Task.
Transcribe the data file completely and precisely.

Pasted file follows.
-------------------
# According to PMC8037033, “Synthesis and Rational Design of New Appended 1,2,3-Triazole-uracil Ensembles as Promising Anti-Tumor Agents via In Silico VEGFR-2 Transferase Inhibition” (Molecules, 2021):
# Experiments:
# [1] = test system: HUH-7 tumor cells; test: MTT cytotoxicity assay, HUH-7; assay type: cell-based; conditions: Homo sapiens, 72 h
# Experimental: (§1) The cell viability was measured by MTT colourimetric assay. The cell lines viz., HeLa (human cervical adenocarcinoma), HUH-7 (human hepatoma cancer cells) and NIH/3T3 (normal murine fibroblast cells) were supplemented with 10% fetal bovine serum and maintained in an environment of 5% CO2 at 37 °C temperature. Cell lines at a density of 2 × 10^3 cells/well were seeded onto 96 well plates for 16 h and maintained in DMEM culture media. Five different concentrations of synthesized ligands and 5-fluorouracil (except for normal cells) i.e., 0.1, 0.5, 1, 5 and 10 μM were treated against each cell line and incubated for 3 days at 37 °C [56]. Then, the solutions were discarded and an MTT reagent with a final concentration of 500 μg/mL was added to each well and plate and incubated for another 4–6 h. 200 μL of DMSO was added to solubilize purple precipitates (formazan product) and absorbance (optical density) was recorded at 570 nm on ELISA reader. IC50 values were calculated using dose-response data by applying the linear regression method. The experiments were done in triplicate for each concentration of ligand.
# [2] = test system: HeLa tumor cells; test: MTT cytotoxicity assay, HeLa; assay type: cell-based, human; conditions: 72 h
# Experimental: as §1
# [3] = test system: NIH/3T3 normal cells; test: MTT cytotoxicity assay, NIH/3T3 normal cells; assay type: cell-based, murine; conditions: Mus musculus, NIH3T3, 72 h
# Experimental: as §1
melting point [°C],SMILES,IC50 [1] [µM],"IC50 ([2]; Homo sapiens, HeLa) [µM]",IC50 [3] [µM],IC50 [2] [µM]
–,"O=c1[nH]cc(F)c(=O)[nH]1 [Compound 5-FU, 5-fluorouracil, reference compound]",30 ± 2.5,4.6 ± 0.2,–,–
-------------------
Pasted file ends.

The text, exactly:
# According to PMC8037033, “Synthesis and Rational Design of New Appended 1,2,3-Triazole-uracil Ensembles as Promising Anti-Tumor Agents via In Silico VEGFR-2 Transferase Inhibition” (Molecules, 2021):
# Experiments:
# [1] = test system: HUH-7 tumor cells; test: MTT cytotoxicity assay, HUH-7; assay type: cell-based; conditions: Homo sapiens, 72 h
# Experimental: (§1) The cell viability was measured by MTT colourimetric assay. The cell lines viz., HeLa (human cervical adenocarcinoma), HUH-7 (human hepatoma cancer cells) and NIH/3T3 (normal murine fibroblast cells) were supplemented with 10% fetal bovine serum and maintained in an environment of 5% CO2 at 37 °C temperature. Cell lines at a density of 2 × 10^3 cells/well were seeded onto 96 well plates for 16 h and maintained in DMEM culture media. Five different concentrations of synthesized ligands and 5-fluorouracil (except for normal cells) i.e., 0.1, 0.5, 1, 5 and 10 μM were treated against each cell line and incubated for 3 days at 37 °C [56]. Then, the solutions were discarded and an MTT reagent with a final concentration of 500 μg/mL was added to each well and plate and incubated for another 4–6 h. 200 μL of DMSO was added to solubilize purple precipitates (formazan product) and absorbance (optical density) was recorded at 570 nm on ELISA reader. IC50 values were calculated using dose-response data by applying the linear regression method. The experiments were done in triplicate for each concentration of ligand.
# [2] = test system: HeLa tumor cells; test: MTT cytotoxicity assay, HeLa; assay type: cell-based, human; conditions: 72 h
# Experimental: as §1
# [3] = test system: NIH/3T3 normal cells; test: MTT cytotoxicity assay, NIH/3T3 normal cells; assay type: cell-based, murine; conditions: Mus musculus, NIH3T3, 72 h
# Experimental: as §1
melting point [°C],SMILES,IC50 [1] [µM],"IC50 ([2]; Homo sapiens, HeLa) [µM]",IC50 [3] [µM],IC50 [2] [µM]
–,"O=c1[nH]cc(F)c(=O)[nH]1 [Compound 5-FU, 5-fluorouracil, reference compound]",30 ± 2.5,4.6 ± 0.2,–,–